Monday, October 28, 2013

getting settled

After our little field trip to the jungle we had our final presentations and last minute advice from the group leaders before the 4 hour bus ride to head back to Bangkok to meet our school representatives. Since my school was so far north our representatives weren’t at our hotel, rather we were given cab money to get to the bus station for an overnight trip with our reps meeting us at the local bus station the next morning. There’s one other girl from the program teaching at the same school I am so we hung out in the lobby for a few hours before being whisked away on a terrifying taxi ride in the rain, going a mile an hour one minute, 75 the next, up one-way roads the wrong direction, listening to our driver cruse and mutter under his breath nearly the entire way, convinced it was because he was lost and we were never going to make it to our destination! We did finally get there with about an hour to spare to watch Thai soap operas before loading onto the buses at 11 pm for what we were told would be about a 7 hour journey.

Seventeen hours later we finally made it to our destination! No one is entirely sure what took so long. There was rain and considerable traffic heading out of Bangkok but nothing that should have nearly tripled our time. The bus was a nice one, with private video screens and plenty of leg room and cabin service just like an airplane, which was good since we were stuck on it for longer than I was on my flight to Tokyo. What we, in America, would answer with much cussing and threats of lawsuits, the Thais dismissed with one of their ubiquitous smiles, a figurative shrug of the shoulders and an utterance of “Mai pen rai”, essentially “it is what it is” or “que sera”. The culture here is much more laid back and forgiving than it is in the States. “Thai time” runs about 20 minutes (give or take an hour) later than the stated time, schedules are often lax suggestions. But the national mood is continually unruffled. Anger is rarely shown. So when we were met at the bus station by one of our co-teachers, a freakishly tall Dutchman, the matter was basically laughed off with a “Welcome to Thailand!”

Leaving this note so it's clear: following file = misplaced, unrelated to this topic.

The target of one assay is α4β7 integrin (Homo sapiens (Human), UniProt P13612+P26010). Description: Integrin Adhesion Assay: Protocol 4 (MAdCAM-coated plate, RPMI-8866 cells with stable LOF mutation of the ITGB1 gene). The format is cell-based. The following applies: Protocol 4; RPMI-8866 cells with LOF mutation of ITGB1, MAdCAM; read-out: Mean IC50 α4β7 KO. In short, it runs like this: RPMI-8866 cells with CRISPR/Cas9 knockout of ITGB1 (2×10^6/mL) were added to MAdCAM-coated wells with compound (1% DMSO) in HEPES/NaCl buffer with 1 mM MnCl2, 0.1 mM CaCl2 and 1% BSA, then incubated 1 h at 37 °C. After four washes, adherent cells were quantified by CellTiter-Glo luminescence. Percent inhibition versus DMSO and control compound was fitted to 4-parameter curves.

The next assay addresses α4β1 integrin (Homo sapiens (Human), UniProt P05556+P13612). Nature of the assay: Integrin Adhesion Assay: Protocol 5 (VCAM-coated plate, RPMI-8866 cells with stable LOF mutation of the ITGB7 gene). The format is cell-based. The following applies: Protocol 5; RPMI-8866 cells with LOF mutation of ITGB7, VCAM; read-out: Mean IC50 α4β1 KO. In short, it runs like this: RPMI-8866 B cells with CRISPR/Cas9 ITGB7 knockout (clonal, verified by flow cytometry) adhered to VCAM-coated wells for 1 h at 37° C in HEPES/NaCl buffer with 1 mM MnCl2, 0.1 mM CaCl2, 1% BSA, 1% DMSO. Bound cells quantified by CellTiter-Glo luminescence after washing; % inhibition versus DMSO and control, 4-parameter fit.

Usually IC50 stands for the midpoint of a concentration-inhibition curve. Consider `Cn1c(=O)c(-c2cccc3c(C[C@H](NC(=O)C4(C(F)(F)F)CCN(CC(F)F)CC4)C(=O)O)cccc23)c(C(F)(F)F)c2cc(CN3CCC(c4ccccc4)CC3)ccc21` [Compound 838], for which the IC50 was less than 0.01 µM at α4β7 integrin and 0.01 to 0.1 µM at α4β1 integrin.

The rest of the evening was spent taking a trip to Tesco (the European version of a Costco/Walmart baby only better) for sheets, pillows and other supplies and settling into the place I will call home for the next 5 ½ months. There are 3 other girls who teach at Paramin School who are living in the same building as us 2 newbies and they were more than happy to take us shopping and out to dinner on the backs of their motorbikes, the common mode of transport in these parts, and help get our feet back under us that weekend.

It’s been another rough week of adjustments and settling in. More to come!

1 comment:

  1. That sounds kind of ridiculous. 17 hours on a bus? Horror. But at least you made it safe and sound. Settling will take another couple of weeks, but you are, no doubt, taking it in your customary stride. Glad we can stay posted even from afar!